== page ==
Cities and urban energy use

Across the globe, cities are both the key sites of energy production and consumption whilst also representing the main sites of social, economic and technological change.

The Manchester Urban Institute unites the strength of a number of research groupings and is the culmination an impressive history of urban studies at The University of Manchester spanning more than four decades.

Located in a global network of academics, activists, businesses, charities, consultants, government agencies, labour unions and NGOs, the University provides a platform for our world-leading thinkers to influence and actively debate urban policy, whilst instigating positive change for urban environments across the world. MUI’s inherently “socio-technical” environment ensures researchers in Manchester are at the forefront of adapting and applying their work to the issue of energy consumption in cities.

In terms of substantive issues, our expertise extends to areas such as sustainable urban development, ecological modernisation, energy use and comfort in buildings, the facilitation of sustainable behaviours through certain material settings, low carbon design, public engagement with community energy projects, building regulations and their implementation, uptake of alternative energy strategies, integration of networked and autonomous energy technologies, upgrade of energy networks, fuel poverty or heat wave vulnerability.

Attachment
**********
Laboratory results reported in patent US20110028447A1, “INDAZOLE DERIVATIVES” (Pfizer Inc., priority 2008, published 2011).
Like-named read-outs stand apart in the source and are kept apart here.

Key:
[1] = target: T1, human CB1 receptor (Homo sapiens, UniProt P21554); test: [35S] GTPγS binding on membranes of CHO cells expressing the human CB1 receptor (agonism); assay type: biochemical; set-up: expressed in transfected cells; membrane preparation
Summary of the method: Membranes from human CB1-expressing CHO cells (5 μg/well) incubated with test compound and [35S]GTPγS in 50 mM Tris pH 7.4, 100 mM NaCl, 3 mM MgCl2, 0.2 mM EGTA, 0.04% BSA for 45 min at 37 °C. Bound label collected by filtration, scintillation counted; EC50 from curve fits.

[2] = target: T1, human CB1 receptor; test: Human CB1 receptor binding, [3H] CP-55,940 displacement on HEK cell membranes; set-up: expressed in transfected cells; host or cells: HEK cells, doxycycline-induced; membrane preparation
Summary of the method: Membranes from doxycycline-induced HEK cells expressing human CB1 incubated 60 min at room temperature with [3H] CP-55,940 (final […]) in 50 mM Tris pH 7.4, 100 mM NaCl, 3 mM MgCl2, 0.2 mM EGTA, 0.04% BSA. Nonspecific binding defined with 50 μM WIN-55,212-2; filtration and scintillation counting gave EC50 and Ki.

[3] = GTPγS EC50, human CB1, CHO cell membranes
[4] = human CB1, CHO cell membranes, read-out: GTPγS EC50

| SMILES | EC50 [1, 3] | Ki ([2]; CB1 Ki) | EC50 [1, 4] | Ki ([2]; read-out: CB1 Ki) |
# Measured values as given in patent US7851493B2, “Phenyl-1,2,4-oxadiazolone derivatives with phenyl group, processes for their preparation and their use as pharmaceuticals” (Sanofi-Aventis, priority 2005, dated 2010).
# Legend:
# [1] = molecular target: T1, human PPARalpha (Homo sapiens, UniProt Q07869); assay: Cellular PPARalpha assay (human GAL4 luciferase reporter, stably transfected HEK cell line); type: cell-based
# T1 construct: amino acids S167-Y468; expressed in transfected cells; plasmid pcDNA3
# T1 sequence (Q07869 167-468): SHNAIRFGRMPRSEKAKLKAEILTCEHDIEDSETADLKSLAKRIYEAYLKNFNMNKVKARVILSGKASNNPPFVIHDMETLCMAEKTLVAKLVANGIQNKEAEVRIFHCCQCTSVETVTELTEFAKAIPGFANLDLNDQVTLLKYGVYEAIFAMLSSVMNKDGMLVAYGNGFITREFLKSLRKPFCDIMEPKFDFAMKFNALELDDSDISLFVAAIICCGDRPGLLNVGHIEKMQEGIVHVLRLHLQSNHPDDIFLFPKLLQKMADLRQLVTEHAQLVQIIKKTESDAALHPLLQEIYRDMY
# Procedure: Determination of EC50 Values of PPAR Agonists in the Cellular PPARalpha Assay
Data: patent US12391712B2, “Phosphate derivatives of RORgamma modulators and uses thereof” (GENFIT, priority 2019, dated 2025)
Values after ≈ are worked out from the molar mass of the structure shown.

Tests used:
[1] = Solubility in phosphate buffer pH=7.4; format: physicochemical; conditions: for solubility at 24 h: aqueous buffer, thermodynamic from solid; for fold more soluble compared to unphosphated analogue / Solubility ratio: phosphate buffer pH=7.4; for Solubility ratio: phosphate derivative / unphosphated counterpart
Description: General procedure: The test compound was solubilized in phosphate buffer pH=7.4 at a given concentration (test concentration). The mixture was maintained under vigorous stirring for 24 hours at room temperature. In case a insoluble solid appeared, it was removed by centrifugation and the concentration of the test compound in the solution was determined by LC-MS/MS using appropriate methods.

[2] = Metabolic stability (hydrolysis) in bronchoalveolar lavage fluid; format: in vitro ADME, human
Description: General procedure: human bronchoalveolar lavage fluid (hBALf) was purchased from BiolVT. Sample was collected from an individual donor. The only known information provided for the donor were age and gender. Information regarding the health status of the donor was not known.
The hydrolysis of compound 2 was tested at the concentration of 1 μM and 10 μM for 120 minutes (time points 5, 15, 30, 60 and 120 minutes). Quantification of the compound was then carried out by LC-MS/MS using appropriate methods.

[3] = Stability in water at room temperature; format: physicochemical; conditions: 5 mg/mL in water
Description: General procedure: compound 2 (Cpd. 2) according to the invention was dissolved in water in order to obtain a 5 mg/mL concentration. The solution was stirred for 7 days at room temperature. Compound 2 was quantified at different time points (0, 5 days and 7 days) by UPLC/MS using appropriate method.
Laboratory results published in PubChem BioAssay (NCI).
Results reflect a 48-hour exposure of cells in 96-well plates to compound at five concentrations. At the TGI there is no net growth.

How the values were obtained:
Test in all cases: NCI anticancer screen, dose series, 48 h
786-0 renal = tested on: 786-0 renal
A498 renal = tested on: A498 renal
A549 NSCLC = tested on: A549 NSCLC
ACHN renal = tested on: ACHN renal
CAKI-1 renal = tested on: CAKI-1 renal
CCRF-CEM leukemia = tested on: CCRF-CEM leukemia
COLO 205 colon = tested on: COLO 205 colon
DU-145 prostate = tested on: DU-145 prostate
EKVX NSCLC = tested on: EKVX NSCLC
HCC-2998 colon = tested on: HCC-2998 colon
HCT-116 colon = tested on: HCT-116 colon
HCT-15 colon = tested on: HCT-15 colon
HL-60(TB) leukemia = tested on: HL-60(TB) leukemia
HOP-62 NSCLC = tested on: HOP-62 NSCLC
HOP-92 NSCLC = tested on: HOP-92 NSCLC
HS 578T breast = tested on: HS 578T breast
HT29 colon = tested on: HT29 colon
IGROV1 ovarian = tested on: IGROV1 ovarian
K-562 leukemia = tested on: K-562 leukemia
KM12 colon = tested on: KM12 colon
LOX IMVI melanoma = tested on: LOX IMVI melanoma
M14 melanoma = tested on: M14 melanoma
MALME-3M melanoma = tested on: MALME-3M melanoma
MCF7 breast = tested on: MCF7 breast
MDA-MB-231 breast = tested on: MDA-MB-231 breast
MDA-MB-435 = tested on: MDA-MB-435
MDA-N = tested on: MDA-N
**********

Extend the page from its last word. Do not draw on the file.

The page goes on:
MUI has been awarded some significant opportunities in the area of energy research. One such project is the European Energy Poverty Observatory (EPOV), a 40 month project which started in December 2016, aimed at engendering transformational change in knowledge about the extent of energy poverty in Europe, and measures to combat it.

The EPOV project is funded by the European Commission, and is implemented by a consortium of 13 organisations, including universities, advocacy groups, think tanks, and the business sector. The University of Manchester leads the consortium: Dr Harriet Thomson acts as Project Manager, while Professor Stefan Bouzarovski chairs the Steering Committee.

I think a game changer would be a broad, society-wide appreciation of the benefits that using energy more wisely in the operation of our homes can yield for ourselves, and Earth’s numerous life support systems upon which we all depend.

Alastiar Moore, PhD
Informing fuel poverty policies

Researchers are investigating the drivers behind fuel poverty across Europe in order to inform national and international policy.

EVAULATE project highlight

European Energy Poverty Observatory (EPOV)

A Manchester project is looking at how to tackle energy poverty

EPOV project highlight

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